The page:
Donald Trump is a professional liar. He does it so often, so brazenly, and so transparently that one imagines he might not even be aware he is doing it. At first it was shocking how often he lies. Then, when it became clear that it wasn’t hurting his electoral prospects, it became baffling. Now it’s just exhausting. It’s like fighting against the Greek Hydra monster of myth: if you try to disprove one of Trump’s lies, he tells two or three more to replace it.
The media are aware of this. “Why does Donald Trump lie so much?“ asks Forbes. “Donald Trump lies,” Vox writes. “All the time.” At the Washington Post, Jennifer Rubin explains “how the GOP became indifferent to lies.” Media Matters excitedly reports “journalists are calling out Trump’s debate lies.”
Now, as David Frum correctly noted earlier this year, Trump’s lies are “qualitatively different than anything before seen from a major-party nominee.” This is true. But the media accusing Republicans of “lying” is nothing new.
They did it in 2012, for one: Rolling Stone rounded up Mitt Romney’s “biggest lies” from one of the debates; Time magazine attempted to uncover “the root of Mitt Romney’s comfort with lying;” U.S. News and World Report did a general survey of “Mitt Romney’s lies.” The Huffington Post wrote a piece “discovering why Mitt Romney lies so much.” And so forth.
This all leads to a simple question: why is the media intransigent about Republicans’ lies but mostly indifferent about Democrats’ lies? This is not a partisan question; it’s a purely objective one. Democrats lie all the time, and the media do not really seem to care that much—not enough to generate numerous outraged headlines, anyway. If you’re a Democrat, you can be confident that, if you tell a lie, the press will not hound you about it. You’ll probably even get some good coverage. Instead of “Liberal Politician Tells a Lie,” the headlines will read, “Republicans Pounce on Liberal Politician’s Unclear Statement.”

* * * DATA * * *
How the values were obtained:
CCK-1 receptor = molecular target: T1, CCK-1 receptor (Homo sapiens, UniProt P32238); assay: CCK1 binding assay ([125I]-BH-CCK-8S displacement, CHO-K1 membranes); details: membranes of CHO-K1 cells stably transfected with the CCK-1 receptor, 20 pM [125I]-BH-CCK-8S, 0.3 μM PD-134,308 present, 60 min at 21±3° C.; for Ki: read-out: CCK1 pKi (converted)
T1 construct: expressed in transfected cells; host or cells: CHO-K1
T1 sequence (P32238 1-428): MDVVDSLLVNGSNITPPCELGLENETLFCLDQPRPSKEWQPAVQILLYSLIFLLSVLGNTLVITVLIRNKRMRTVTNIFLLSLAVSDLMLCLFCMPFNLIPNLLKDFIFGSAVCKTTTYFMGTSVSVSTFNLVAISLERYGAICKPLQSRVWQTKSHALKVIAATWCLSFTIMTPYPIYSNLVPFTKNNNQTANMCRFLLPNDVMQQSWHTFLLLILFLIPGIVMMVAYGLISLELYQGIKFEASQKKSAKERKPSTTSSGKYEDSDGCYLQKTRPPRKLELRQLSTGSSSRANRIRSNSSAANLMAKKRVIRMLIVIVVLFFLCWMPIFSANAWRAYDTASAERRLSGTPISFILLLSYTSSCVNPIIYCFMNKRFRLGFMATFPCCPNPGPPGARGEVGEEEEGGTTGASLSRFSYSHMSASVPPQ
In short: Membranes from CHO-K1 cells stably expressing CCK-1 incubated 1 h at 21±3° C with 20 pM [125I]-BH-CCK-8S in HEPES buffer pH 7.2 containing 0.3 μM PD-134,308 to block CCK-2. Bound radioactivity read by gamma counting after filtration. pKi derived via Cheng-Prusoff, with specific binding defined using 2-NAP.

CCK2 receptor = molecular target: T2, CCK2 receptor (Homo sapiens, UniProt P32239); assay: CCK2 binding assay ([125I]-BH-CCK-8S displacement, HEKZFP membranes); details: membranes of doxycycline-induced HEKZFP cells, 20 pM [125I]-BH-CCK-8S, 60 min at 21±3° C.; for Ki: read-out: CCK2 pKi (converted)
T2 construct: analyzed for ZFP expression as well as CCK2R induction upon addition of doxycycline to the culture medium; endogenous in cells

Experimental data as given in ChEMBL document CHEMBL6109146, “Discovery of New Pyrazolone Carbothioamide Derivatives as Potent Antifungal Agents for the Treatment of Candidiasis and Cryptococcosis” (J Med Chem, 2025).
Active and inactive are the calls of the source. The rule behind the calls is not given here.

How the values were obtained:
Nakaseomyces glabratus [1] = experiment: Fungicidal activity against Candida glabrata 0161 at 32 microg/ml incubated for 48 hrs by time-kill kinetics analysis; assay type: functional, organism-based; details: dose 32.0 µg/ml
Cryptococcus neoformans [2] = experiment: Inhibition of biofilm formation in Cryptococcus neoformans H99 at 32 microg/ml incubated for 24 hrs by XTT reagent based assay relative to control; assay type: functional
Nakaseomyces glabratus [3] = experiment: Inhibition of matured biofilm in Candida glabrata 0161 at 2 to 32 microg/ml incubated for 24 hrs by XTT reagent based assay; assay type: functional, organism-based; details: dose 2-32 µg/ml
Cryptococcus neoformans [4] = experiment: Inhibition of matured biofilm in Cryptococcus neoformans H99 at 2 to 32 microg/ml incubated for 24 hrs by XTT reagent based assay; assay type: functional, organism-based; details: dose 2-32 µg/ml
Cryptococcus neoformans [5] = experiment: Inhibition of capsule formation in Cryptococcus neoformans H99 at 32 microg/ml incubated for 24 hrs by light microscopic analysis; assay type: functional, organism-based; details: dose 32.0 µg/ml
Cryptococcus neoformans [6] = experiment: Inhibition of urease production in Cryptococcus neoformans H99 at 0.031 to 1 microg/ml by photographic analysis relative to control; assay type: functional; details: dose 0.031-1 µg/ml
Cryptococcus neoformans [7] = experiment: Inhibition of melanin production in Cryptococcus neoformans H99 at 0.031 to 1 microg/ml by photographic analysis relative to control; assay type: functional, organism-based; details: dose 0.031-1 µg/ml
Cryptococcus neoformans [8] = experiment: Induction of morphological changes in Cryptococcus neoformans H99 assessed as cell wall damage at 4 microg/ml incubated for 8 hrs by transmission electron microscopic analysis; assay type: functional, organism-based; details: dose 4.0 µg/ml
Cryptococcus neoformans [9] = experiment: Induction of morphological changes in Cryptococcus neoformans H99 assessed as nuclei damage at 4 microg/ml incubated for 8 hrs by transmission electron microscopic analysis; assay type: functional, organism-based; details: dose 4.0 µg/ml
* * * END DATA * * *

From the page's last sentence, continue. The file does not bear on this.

Some Cases In Point
Consider a few of the lies liberal politicians have more or less been able to get away with.
Bill Clinton—a man who lies almost as habitually as does Trump—claimed under oath that he had not had an extramarital sexual affair with Monica Lewinsky. That was a lie.
But Clinton perjuring himself and besmirching a court of the United States of America (all over a sleazy affair with a vulnerable young woman) hasn’t diminished his career at all. Indeed, he is very rich these days. Moreover, liberals seem to love the fact that Clinton lied: they revel in his dishonesty, they make excuses for it, and they sneer that he was impeached “just because he got a blowjob.”
In 2012, Senate Majority Leader Harry Reid claimed Romney hadn’t paid income taxes for ten years. That was a lie. But that didn’t matter. Four years later, Reid was even gleefully unrepentant about having lied, and nobody really cares about it.